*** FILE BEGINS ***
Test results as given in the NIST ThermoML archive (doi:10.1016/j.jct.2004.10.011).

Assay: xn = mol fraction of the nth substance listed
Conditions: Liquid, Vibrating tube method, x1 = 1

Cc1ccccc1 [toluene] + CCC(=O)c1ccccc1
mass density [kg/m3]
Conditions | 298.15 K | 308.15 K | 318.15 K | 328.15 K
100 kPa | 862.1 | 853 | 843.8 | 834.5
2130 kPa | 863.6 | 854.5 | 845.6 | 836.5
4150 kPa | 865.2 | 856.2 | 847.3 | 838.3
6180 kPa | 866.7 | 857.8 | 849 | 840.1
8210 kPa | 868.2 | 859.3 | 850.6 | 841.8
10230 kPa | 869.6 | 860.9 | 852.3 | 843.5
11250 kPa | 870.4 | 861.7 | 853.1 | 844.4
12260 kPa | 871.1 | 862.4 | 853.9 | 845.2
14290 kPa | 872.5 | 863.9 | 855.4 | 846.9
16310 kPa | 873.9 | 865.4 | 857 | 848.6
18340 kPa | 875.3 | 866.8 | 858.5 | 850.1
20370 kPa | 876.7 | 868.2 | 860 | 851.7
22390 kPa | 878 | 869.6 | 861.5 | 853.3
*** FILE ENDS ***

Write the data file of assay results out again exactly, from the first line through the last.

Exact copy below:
Test results as given in the NIST ThermoML archive (doi:10.1016/j.jct.2004.10.011).

Assay: xn = mol fraction of the nth substance listed
Conditions: Liquid, Vibrating tube method, x1 = 1

Cc1ccccc1 [toluene] + CCC(=O)c1ccccc1
mass density [kg/m3]
Conditions | 298.15 K | 308.15 K | 318.15 K | 328.15 K
100 kPa | 862.1 | 853 | 843.8 | 834.5
2130 kPa | 863.6 | 854.5 | 845.6 | 836.5
4150 kPa | 865.2 | 856.2 | 847.3 | 838.3
6180 kPa | 866.7 | 857.8 | 849 | 840.1
8210 kPa | 868.2 | 859.3 | 850.6 | 841.8
10230 kPa | 869.6 | 860.9 | 852.3 | 843.5
11250 kPa | 870.4 | 861.7 | 853.1 | 844.4
12260 kPa | 871.1 | 862.4 | 853.9 | 845.2
14290 kPa | 872.5 | 863.9 | 855.4 | 846.9
16310 kPa | 873.9 | 865.4 | 857 | 848.6
18340 kPa | 875.3 | 866.8 | 858.5 | 850.1
20370 kPa | 876.7 | 868.2 | 860 | 851.7
22390 kPa | 878 | 869.6 | 861.5 | 853.3